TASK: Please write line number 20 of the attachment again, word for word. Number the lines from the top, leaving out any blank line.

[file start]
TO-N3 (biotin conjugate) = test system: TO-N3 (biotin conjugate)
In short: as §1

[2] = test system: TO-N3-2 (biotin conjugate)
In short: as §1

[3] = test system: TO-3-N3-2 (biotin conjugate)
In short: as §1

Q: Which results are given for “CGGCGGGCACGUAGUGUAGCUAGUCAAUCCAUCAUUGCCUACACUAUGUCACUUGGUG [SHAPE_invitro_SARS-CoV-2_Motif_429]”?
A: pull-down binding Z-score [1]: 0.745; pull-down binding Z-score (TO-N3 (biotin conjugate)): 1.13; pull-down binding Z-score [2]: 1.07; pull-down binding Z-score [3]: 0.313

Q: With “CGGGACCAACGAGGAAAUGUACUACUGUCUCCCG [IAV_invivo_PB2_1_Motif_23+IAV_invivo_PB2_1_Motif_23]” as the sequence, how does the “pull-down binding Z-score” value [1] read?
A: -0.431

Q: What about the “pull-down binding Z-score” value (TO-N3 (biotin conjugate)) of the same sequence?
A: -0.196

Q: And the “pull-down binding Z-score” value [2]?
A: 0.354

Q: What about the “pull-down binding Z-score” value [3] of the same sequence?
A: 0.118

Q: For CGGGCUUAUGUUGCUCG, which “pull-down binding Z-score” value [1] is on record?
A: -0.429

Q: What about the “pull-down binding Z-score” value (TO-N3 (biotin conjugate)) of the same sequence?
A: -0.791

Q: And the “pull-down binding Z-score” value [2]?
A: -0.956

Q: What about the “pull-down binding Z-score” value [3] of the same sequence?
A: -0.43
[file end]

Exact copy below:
A: -0.791